- Open Access
Synchronization ability of coupled cell-cycle oscillators in changing environments
BMC Systems Biology volume 6, Article number: S13 (2012)
The biochemical oscillator that controls periodic events during the Xenopus embryonic cell cycle is centered on the activity of CDKs, and the cell cycle is driven by a protein circuit that is centered on the cyclin-dependent protein kinase CDK1 and the anaphase-promoting complex (APC). Many studies have been conducted to confirm that the interactions in the cell cycle can produce oscillations and predict behaviors such as synchronization, but much less is known about how the various elaborations and collective behavior of the basic oscillators can affect the robustness of the system. Therefore, in this study, we investigate and model a multi-cell system of the Xenopus embryonic cell cycle oscillators that are coupled through a common complex protein, and then analyze their synchronization ability under four different external stimuli, including a constant input signal, a square-wave periodic signal, a sinusoidal signal and a noise signal.
Through bifurcation analysis and numerical simulations, we obtain synchronization intervals of the sensitive parameters in the individual oscillator and the coupling parameters in the coupled oscillators. Then, we analyze the effects of these parameters on the synchronization period and amplitude, and find interesting phenomena, e.g., there are two synchronization intervals with activation coefficient in the Hill function of the activated CDK1 that activates the Plk1, and different synchronization intervals have distinct influences on the synchronization period and amplitude. To quantify the speediness and robustness of the synchronization, we use two quantities, the synchronization time and the robustness index, to evaluate the synchronization ability. More interestingly, we find that the coupled system has an optimal signal strength that maximizes the synchronization index under different external stimuli. Simulation results also show that the ability and robustness of the synchronization for the square-wave periodic signal of cyclin synthesis is strongest in comparison to the other three different signals.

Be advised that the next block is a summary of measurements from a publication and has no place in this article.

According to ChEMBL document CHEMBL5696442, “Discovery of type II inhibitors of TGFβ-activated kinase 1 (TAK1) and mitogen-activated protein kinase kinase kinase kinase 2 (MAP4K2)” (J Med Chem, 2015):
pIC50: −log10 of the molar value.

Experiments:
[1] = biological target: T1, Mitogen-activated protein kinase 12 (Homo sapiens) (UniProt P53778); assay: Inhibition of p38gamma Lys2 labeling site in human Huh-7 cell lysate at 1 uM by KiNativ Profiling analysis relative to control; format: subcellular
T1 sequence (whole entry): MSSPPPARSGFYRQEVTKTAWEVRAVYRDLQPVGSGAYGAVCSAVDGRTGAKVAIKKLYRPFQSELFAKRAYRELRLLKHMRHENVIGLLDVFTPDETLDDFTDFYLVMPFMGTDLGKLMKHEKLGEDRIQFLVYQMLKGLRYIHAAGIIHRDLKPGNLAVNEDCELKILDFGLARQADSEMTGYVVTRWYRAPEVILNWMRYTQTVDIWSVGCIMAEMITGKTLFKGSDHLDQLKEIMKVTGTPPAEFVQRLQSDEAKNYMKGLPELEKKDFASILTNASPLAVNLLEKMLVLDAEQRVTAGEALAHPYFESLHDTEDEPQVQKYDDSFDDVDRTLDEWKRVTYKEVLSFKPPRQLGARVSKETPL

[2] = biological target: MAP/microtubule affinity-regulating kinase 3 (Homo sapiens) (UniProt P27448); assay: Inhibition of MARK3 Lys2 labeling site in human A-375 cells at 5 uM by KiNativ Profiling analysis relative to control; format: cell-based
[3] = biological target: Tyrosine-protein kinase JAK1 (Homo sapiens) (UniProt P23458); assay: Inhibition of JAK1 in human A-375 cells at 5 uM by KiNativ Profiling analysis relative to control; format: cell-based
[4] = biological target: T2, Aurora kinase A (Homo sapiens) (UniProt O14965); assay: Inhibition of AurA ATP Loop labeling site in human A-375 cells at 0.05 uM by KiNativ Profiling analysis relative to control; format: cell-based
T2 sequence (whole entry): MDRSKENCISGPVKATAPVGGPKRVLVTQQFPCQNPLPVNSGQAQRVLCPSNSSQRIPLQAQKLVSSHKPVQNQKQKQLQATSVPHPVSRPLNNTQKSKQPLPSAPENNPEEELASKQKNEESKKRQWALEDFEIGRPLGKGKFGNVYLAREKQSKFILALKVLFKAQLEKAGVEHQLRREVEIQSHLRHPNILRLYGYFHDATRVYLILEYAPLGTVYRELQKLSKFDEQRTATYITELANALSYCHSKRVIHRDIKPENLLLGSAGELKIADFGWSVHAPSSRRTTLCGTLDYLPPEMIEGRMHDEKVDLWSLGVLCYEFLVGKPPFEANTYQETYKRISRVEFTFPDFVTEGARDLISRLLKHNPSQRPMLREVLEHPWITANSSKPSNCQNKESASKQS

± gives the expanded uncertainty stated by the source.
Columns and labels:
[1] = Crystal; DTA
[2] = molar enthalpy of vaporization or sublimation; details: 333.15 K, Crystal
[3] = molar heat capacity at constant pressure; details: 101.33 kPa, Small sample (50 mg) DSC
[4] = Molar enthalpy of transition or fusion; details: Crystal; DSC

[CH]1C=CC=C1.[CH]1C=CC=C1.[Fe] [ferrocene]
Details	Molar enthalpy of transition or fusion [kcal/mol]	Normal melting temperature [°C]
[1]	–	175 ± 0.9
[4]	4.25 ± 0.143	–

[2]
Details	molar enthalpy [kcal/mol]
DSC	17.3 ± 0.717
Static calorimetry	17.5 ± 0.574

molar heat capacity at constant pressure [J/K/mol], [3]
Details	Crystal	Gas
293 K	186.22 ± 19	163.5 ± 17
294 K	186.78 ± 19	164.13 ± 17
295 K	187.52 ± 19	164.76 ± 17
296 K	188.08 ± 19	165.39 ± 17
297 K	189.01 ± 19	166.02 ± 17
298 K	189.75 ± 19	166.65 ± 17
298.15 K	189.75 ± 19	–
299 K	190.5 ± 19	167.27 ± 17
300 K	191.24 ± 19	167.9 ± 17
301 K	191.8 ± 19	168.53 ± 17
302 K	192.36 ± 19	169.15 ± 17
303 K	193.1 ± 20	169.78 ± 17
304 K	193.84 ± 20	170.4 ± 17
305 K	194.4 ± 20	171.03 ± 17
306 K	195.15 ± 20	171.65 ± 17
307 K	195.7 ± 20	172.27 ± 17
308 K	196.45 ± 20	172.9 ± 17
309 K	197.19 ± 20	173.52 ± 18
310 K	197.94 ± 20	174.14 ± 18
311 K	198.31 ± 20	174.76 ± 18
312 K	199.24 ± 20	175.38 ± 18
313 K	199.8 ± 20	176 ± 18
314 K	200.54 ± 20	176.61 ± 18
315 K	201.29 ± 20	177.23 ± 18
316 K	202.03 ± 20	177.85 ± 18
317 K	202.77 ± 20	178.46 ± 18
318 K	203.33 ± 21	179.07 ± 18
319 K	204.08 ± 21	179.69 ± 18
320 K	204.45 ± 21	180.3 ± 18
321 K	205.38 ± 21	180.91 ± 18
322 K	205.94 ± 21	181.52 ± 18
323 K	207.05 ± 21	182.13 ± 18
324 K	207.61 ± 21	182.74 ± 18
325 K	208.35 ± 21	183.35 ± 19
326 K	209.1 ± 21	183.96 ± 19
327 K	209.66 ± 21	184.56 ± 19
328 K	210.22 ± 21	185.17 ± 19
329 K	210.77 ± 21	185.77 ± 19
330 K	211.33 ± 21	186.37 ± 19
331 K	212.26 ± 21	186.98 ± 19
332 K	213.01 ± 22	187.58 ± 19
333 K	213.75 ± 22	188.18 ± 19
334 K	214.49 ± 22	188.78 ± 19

These results suggest that the reaction process in which the activated cyclin-CDK1 activates the Plk1 has a very important influence on the synchronization ability of the coupled system, and the square-wave periodic signal of cyclin synthesis is more conducive to the synchronization and robustness of the coupled cell-cycle oscillators. Our study provides insight into the internal mechanisms of the cell cycle system and helps to generate hypotheses for further research.
Oscillations play a vital role in many dynamic cellular processes, and two typical examples of genetic oscillators are the cell cycle oscillators [1, 2] and circadian clocks . Understanding the molecular mechanisms that are responsible for oscillations and their collective behaviors is important for clarifying the dynamics of cellular life and for designing efficient drug doses. Synchronization is a type of typical collective behavior and is a basic motion in nature that can explain many natural phenomena [4, 5]. Recent studies have shown that cellular communication is accomplished by synchronization, and a number of simulations and fundamental experimental studies have also confirmed synchronization mechanisms in some interacting or independent biological systems [6–9]. The revealed synchronization mechanisms and the dynamics of control in multi-cellular systems are essential for understanding inherent mechanisms of living organisms at both the molecular and cellular levels [10–12].